“These are not things you can study at a university and then come and tell me how to run my community.
“We are looking at the young people who get left out all the time and they take more time because they have more things to deal with. We have to be able to accept that and prepare ourselves mentally and systematically to begin to embrace them and walk them through because that is where change will happen.
“What we are doing is constantly recycling the ones who are doing OK and we have not been making any impact in the communities that have the greatest need where youths are facing multiple barriers, and building on the assets and strengths of those young people.
“They are not lacking intelligence or a desire for change. They just need the opportunity and people to say here is how it’s done and I am walking beside you. Telling them to run and do it is not acceptable. That’s where the accountability is and that’s where the impact is.”
Of the total funds allocated to the 13 priority neighbourhoods, Jane-Finch leads the way with 13 per cent ($5,643,528) followed by Steeles-L’Amoreaux with 12 per cent ($4,802,650) and Weston-Mount Dennis and Malvern with 10 per cent.
“The reason those areas got considerably more funding is because there are less social infrastructure, high youth populations and insufficient programs in those communities,” Grant said. “Jane-Finch has been a priority neighbourhood for a long time and it does have significant social services there, but there are still gaps in terms of how complementary they are in terms of working together to bring about the kind of results we want.”
Close to $27 million of the $42.5 million has been allocated to 17 legacy initiatives.
“These are larger allocations to develop youth-dedicated space to be governed by community-based collaborative governance models that have a strong youth-led and youth-driven component,” said Grant. “These are centres of excellence in social enterprise, arts and culture and educational and justice-based attainment.”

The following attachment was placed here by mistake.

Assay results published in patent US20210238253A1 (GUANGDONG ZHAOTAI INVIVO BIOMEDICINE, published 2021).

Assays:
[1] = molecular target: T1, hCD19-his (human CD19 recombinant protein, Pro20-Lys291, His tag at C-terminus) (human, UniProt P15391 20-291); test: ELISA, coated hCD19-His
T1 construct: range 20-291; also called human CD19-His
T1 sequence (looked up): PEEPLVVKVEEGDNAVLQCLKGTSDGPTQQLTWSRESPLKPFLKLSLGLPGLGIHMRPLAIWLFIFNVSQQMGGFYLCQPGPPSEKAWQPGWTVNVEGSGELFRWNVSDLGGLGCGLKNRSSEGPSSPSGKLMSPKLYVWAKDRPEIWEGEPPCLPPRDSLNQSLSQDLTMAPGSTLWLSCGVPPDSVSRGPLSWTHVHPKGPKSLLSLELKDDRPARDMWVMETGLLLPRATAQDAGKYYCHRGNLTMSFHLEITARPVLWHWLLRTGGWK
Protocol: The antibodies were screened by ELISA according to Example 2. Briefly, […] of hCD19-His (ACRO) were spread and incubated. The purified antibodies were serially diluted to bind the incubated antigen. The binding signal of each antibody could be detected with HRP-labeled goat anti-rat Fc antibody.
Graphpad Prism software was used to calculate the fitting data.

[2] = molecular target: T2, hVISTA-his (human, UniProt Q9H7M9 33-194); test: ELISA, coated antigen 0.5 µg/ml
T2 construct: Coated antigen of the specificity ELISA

YCF board member, Deputy Toronto Police Chief, Keith Forde, said the fund has provided voice to those who thought nobody was listening to them.
“It has also provided hope to those who didn’t think that anyone cared and empowerment to those who believed they couldn’t make a difference.”
Former Ontario cabinet Minister Zanana Akande, Toronto Argonauts vice-chair Michael “Pinball” Clemons, lawyer Verlyn Francis and university professor Dr. Carl James also sit on the board.
Toronto Mayor David Miller joined generous donors and other partners last Friday to celebrate the opening of a new youth-designated community space in the Weston-Mount Dennis community. The space includes a computer room, lounge, dance facility, kitchen, boardroom and offices.
“The youth of Weston-Mount Dennis now have a space that’s truly theirs,” said Grant. “They have shown tremendous leadership, passion and perseverance, playing a crucial role in shifting the way institutions across the city interact with young people.”
The community space is located at 1652 Keele Street.